Gov. Andrew Cuomo and the legislature are considering a commission to design a new teacher evaluation plan, in order to break an impasse over the state budget. But even some lawmakers admit that the compromise is just kicking the can down the road.
Cuomo has demanded that education policy changes be passed along with the state budget or he’ll hold up school aid increases.
The governor and lawmakers are stuck over the issue of how much standardized test results should count toward a teacher’s grade. Cuomo wants 50 percent of the score to be based on students’ performance on the standardized tests, but Assembly Democrats have resisted.
A compromise would be to create a commission appointed by the governor and majority party legislative leaders. The commission would decide how to redesign the teacher evaluations. Any additional school aid increases could be delayed until June, when the commission would issue its report.
Assembly Education Committee Chairwoman Cathy Nolan says the concept is being discussed.
“When people can’t agree, sometimes bringing in some outside experts is a way to resolve it,” Nolan said. “That’s not such a terrible thing.”
Nolan admits that school districts, who have to vote on their budgets in May, might not like waiting until June to find out how much state aide they’re getting.
The idea of the commission was first revealed by Senate Republican Leader Dean Skelos, who says the commission would come up with a set of recommendations to the legislature and governor.
“The question is whether we would have to vote on it,” said Skelos. “Or whether it would just be implemented.”
The chairman of the Senate Education Committee, John Flanagan, said he can’t envision a scenario where a state budget is approved without the school aid numbers included. But Flanagan did not completely rule out waiting until June to determine any additional increases for schools.
Senate Democrats, who represent a significant number of votes in that house, are not on board with the commission. Senate Democratic Leader Andrea Stewart-Cousins says in a statement that the present composition would be “unworkable,” and she urged any potential commission not to focus on the “demonization” of teachers.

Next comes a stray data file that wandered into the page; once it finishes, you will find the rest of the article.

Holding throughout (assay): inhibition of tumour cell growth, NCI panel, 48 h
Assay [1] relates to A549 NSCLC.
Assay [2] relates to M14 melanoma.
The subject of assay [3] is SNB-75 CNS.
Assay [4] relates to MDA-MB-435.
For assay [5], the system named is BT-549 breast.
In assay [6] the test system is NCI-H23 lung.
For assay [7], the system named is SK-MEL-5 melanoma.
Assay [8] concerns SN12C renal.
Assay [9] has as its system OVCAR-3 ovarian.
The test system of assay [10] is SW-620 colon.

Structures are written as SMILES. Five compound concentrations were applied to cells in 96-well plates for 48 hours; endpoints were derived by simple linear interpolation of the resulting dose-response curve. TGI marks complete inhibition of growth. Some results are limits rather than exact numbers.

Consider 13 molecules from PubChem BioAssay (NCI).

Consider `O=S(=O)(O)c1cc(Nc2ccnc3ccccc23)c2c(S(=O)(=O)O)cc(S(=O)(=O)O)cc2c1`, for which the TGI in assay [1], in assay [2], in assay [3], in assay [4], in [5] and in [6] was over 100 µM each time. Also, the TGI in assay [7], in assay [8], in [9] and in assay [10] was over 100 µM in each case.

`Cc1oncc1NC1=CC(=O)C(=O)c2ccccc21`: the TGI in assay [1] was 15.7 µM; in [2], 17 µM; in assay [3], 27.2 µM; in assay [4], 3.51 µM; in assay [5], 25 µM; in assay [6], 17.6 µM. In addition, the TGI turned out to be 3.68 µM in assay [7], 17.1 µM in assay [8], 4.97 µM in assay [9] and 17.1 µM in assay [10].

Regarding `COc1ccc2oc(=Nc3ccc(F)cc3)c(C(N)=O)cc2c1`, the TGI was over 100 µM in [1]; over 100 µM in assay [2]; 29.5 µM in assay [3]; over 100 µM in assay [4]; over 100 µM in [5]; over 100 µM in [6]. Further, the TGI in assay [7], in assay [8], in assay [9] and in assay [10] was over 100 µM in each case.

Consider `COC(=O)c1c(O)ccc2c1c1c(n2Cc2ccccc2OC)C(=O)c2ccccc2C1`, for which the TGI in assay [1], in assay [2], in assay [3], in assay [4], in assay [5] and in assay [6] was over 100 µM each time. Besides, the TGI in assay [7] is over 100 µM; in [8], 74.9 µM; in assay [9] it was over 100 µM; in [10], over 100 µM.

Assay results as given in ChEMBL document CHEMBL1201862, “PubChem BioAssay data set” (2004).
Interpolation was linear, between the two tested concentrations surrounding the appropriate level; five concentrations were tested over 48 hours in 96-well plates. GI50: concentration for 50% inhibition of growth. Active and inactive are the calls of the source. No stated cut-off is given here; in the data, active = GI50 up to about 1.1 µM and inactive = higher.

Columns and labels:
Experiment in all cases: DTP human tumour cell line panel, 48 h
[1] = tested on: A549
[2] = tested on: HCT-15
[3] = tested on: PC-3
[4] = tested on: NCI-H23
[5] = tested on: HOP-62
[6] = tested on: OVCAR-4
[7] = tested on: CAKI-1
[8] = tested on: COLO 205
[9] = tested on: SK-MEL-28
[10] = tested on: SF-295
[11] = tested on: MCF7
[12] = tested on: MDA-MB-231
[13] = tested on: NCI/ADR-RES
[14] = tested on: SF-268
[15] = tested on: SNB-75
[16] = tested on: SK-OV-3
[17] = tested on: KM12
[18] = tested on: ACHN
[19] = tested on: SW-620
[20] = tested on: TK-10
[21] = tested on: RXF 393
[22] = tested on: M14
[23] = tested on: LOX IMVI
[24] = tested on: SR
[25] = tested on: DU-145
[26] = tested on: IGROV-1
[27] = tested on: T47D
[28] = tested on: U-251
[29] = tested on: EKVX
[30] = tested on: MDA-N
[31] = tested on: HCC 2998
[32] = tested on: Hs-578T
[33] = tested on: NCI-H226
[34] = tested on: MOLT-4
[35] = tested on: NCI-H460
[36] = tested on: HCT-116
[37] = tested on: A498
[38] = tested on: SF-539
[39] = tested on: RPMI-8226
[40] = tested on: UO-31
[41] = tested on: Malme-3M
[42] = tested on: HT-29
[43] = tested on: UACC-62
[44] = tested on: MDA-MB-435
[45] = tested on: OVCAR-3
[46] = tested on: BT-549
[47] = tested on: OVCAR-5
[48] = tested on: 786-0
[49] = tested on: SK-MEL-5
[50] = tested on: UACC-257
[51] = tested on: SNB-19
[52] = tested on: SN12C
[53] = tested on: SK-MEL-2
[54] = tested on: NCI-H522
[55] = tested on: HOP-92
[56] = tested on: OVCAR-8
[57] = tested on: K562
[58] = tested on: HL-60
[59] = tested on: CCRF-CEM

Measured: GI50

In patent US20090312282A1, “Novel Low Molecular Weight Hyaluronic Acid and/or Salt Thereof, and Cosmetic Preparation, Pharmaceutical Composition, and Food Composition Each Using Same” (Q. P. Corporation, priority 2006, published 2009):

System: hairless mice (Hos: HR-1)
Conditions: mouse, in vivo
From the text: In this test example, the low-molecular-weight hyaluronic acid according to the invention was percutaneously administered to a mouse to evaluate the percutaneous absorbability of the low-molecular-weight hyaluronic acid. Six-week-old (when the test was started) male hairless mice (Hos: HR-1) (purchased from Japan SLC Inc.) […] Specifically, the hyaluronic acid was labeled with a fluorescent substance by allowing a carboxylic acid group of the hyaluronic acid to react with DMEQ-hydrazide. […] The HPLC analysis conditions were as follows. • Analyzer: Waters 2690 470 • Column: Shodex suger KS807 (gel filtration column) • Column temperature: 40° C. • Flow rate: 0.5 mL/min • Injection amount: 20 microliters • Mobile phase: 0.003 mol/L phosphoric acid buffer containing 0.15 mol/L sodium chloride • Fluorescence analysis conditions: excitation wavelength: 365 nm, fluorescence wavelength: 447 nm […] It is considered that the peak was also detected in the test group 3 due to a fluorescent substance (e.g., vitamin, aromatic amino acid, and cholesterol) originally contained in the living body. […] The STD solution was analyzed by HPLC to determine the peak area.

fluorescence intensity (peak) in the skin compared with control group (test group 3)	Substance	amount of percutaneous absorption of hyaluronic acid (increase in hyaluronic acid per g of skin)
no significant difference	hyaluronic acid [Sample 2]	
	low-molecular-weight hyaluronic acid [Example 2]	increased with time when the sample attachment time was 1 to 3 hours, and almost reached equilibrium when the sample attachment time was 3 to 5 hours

The president of New York State United Teachers (NYSUT), Karen Magee, did not reject the idea of a commission. Magee says any panel would have to include a representative of the teachers union, superintendents, school boards and others.
“We’d be in favor of panel that would be a panel of stakeholders,” Magee said.
NYSUT Vice President Andy Pallotta, who attended a protest at the Capitol early Wednesday, says what’s not acceptable is holding off any school aid increases for two months.
“The worst way to go forward with this is by holding hostage the funding that belongs to the schools,” said Pallotta. “And for the governor to tie all this together is just wrong.”
Teachers are planning a large protest rally on the governor’s education policies in general.
Assembly Speaker Carl Heastie was more circumspect on whether the commission on teacher evaluations could actually be part of a final budget deal. The speaker points out that the budget deadline is not for several more days, and the budget bills don’t even need to be printed until Saturday night.
“Today’s only Wednesday,” Heastie said. “That’s an eternity from now.”
Nolan says yet another one of Cuomo’s budget proposals may be out of the spending plan. The governor has called for state takeover of failing schools as one of the conditions for increasing school aid. Nolan says that might be put off for a year or two.
“I personally feel very strongly that that proposal needs to be pushed back,” said Nolan. “I understand there has been some acceptance on the part of the executive to push it back, at the very least, a year and perhaps two years, for the bulk of the schools.”
A spokeswoman for the G=governor could not confirm Nolan's account of negotiations.
"There are a lot of proposals currently being floated – none of which have been agreed to," said Cuomo spokeswoman Melissa DeRosa.
The governor has already agreed to drop an education tax credit backed by the Catholic Church and others, and to eliminate a plan to provide college aid for immigrants, known as the Dream Act, out of the budget.